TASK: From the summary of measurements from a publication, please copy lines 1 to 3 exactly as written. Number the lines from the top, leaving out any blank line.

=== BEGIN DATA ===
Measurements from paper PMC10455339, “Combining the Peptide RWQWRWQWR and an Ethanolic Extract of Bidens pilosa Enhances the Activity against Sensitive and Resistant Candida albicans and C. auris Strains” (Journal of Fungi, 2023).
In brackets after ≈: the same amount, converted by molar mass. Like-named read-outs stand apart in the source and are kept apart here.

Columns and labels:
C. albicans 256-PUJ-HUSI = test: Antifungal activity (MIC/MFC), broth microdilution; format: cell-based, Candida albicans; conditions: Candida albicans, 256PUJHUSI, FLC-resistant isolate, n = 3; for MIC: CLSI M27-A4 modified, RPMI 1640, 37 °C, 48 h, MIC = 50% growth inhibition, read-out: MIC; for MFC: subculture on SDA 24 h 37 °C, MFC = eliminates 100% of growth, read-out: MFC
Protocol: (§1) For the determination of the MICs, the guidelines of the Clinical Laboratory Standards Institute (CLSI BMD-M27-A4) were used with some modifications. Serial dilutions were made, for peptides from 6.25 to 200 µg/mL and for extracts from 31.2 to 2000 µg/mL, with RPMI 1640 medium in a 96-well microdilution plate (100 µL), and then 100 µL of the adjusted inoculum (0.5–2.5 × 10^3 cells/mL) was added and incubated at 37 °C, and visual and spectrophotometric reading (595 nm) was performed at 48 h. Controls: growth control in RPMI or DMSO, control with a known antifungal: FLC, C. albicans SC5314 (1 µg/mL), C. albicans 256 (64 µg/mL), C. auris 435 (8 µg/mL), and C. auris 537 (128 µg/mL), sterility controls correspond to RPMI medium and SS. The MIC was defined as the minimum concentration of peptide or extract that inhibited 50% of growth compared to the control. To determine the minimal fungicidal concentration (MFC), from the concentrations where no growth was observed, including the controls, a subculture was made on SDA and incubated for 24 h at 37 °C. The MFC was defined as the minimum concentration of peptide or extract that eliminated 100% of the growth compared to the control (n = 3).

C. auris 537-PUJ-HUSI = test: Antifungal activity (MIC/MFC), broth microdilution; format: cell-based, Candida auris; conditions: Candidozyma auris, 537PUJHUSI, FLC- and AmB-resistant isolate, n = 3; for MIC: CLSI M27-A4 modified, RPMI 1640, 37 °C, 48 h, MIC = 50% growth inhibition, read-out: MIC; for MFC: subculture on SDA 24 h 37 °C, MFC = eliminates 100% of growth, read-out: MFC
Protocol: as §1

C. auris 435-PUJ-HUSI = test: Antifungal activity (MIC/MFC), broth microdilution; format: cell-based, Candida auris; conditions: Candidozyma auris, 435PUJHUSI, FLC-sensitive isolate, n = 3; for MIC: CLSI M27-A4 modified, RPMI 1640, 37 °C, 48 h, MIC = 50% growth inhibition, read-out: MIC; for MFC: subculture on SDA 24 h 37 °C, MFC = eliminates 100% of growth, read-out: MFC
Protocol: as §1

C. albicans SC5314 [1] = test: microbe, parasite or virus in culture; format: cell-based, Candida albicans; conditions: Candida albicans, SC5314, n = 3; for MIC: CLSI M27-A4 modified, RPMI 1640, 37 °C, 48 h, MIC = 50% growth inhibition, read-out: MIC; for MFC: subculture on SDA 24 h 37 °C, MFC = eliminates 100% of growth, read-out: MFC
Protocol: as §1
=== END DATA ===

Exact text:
Measurements from paper PMC10455339, “Combining the Peptide RWQWRWQWR and an Ethanolic Extract of Bidens pilosa Enhances the Activity against Sensitive and Resistant Candida albicans and C. auris Strains” (Journal of Fungi, 2023).
In brackets after ≈: the same amount, converted by molar mass. Like-named read-outs stand apart in the source and are kept apart here.

Columns and labels: